Sunday | November 19, 2017
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Bodacious botanical

NEWPORT NEWS, Va. — Don Haynie can take a lot of little nothings and turn them into a big something.

Give the floral designer sticks from the yard or woods, a small clay pot and faux pears and within minutes he whisks the pieces into a centerpiece he calls “Partridge in a Pear Tree.”

“Any kind of twigs work,” says Haynie.

“Lilac is a hard wood that’s good. Vitex, also called chaste tree, is nice. Old wood from a fig works, too. Just go out and prune in the garden and you’ll come up with what you need.”

Haynie, who had a floral business in Warsaw, Va., and formerly ran the Buffalo Springs Herb Farm in the Shenandoah Valley, moved to Williamsburg, Va., a few years ago.

He now shares his time and talents with Colonial Williamsburg, especially during the holidays, helping decorate colonial taverns with botanical creations.

He recently created a “Partridge in a Pear Tree” topiary for Williamsburg’s annual Holiday Symposium. It can be made in any size — larger for the center of a table or for the ends of a sideboard, with smaller ones as accents. You can also change the look, using faux apples or ornaments, and colors to coordinate with your dcor. For instance, a red bird would look good with rosy-colored apples. Bells and red bows can even be used to embellish the topiary.

Miniature pine cones could be used for Thanksgiving, then switched out for something more Christmas-like.

“It’s a good project for kids to do, and is fun to make, “he says.

‘Partridge in a Pear Tree’


4 wood sticks, 14 inches, 8 inches, 7 inches and 5 inches long

6 faux pears

2-inch clay pot, sponged with any color acrylic craft paint to give it vintage look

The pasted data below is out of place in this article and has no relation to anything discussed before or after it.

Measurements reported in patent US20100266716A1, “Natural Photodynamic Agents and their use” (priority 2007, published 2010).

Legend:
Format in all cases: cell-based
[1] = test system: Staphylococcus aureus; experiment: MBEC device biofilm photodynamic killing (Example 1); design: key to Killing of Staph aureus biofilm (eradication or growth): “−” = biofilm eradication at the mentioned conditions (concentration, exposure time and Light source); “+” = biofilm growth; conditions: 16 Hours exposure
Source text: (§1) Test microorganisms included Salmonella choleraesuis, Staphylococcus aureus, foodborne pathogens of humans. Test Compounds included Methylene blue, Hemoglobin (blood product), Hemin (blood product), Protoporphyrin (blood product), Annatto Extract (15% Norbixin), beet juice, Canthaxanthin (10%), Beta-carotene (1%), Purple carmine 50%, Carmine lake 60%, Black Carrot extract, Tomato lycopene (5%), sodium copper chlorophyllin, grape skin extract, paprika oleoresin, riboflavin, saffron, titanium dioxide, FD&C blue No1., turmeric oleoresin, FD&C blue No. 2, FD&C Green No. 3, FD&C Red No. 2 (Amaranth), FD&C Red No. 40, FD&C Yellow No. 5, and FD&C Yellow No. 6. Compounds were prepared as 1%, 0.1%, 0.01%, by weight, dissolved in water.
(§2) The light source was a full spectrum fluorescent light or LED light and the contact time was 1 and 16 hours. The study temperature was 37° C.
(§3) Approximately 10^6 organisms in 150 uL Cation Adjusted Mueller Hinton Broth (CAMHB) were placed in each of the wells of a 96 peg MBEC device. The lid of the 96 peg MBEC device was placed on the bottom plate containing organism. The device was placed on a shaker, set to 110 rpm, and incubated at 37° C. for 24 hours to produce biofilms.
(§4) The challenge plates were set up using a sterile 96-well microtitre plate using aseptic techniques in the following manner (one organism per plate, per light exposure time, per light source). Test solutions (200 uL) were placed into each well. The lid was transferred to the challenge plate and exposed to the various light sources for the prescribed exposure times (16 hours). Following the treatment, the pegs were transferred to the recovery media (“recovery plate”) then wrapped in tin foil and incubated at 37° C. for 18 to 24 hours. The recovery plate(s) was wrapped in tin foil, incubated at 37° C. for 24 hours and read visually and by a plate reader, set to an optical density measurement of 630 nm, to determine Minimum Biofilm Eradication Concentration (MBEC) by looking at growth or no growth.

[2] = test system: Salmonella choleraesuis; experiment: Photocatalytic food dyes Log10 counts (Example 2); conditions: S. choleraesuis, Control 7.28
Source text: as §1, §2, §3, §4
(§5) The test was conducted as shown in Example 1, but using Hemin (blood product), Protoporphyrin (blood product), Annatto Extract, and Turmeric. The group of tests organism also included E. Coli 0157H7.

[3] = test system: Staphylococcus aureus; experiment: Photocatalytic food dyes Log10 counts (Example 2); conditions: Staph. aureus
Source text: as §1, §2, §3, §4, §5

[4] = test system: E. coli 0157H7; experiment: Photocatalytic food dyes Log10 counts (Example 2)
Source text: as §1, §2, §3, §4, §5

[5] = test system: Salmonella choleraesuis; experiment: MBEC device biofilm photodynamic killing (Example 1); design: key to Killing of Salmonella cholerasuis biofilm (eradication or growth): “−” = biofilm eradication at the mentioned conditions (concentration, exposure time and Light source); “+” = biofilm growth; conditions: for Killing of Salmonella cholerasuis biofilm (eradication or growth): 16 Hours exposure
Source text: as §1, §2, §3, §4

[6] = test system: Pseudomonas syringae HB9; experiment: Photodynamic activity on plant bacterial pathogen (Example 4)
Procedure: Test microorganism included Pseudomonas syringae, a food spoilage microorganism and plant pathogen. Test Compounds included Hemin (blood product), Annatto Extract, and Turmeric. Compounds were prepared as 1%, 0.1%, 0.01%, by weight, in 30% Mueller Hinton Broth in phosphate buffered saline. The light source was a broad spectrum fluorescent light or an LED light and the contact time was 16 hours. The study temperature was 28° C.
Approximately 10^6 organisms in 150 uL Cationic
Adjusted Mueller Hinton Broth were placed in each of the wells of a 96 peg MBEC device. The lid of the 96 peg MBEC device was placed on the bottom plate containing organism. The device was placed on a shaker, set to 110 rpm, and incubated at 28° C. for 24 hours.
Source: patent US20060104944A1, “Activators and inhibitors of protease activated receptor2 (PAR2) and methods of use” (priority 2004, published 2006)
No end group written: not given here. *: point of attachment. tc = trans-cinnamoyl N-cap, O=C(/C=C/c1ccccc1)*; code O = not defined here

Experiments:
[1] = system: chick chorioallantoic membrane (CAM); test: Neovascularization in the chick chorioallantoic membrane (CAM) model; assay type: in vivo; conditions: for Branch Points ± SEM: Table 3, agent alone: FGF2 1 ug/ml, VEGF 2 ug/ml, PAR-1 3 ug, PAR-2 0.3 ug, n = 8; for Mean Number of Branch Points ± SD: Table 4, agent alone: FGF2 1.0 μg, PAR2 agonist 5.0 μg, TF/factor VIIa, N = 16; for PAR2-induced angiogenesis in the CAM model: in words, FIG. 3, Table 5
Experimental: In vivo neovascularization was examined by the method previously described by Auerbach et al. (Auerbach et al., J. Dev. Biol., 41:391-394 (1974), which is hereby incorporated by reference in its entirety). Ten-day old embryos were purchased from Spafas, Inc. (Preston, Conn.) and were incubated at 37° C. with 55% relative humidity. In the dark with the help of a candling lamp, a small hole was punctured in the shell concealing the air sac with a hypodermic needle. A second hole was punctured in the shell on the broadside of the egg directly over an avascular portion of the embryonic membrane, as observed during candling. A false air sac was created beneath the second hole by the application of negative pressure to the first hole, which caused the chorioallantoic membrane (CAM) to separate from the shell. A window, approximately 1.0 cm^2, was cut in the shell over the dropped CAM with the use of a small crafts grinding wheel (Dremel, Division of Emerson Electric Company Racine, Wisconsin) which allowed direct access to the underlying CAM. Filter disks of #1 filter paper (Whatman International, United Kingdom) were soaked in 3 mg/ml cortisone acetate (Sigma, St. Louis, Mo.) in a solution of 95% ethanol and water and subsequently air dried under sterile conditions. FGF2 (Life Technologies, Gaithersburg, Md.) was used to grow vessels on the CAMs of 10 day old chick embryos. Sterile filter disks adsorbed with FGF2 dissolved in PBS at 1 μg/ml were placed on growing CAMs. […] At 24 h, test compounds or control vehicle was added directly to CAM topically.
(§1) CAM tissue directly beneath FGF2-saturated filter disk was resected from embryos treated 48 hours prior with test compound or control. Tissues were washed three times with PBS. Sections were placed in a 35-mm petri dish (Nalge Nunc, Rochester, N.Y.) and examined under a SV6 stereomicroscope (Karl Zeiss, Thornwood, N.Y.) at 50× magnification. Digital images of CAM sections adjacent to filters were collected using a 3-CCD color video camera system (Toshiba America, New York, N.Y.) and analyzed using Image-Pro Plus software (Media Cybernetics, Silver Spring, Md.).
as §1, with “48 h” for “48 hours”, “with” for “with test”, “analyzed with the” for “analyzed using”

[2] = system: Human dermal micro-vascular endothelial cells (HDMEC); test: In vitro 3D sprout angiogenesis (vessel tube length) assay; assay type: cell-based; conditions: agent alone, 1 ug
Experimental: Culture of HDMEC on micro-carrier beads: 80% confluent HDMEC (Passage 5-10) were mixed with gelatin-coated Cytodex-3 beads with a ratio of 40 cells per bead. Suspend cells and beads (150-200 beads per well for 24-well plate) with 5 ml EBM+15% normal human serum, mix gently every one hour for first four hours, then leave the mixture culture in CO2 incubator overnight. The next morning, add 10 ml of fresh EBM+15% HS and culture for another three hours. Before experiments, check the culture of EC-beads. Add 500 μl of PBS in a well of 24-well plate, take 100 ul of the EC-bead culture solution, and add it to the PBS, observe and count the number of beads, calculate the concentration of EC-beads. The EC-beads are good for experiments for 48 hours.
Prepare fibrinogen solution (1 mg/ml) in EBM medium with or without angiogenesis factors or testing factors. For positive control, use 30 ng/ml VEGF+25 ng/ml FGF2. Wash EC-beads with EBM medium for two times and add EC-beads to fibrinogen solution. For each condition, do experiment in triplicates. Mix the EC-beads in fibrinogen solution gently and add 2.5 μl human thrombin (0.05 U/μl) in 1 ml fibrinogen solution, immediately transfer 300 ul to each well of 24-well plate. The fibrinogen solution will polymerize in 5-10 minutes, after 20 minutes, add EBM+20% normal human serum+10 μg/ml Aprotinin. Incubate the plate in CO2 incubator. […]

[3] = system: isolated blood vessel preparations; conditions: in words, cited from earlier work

1 small faux partridge

Wood glue

Clear-drying glue, or glue gun

Plaster of Paris, or some similar material to fill and secure clay pot

Decorative small gravel, or moss

1 stem faux leaves, or fresh bay leaves

1 small faux garland, optional


Using a small hand saw, notch the 14-inch-long stick and the three other shorter sticks so they fit snug and form a “mast,” much like you see on a sailing vessel.

Glue the sticks in place.

Fill the clay pot with Plaster of Paris, or whatever material you choose that will help the pot stand upright when the topiary is completed.

Immediately insert the “mast” into the pot while the plaster is soft, before it hardens.

Using clear string, like fishing line, attach a faux pear to each end of the three horizontal sticks.

Using clear glue, or a glue gun, attach a faux leaf on either side of each pear. You may need to use scissors to trim down leaves or fashion smaller leaves from larger leaves to suit the scale of your topiary.

Glue faux partridge to top of tree.

Loosely wind faux garland around vertical stick.

Embellish top of pot with small decorative gravel.

Books to check out

c “Christmas Decorations From Williamsburg,” a gift-perfect, 135-page hardback copyrighted by Colonial Williamsburg in 1991. It features all the traditional wreaths, swags, kissing balls, mossed topiaries and centerpieces made with fresh fruits and evergreens, as well as dried botanicals. Recipes included, too. $19.95.

c “Colonial Williamsburg Decorates for Christmas,” an 80-page softback, copyrighted in 1981, with how-to steps for basic boxwood and pine wreaths, fruit cones and dried herb wreath. $10.95.

c “The Art-Full Tree: Ornaments to Make Inspired by the Abby Aldrich Rockefeller Folk Art Museum,” with 143 pages of ideas with materials lists and instructions, as well as patterns, stitch guides and photographs of original art in the museum, so you can create folk art for your own Christmas tree. $16.95.

The books are available at; or call 800-446-9240.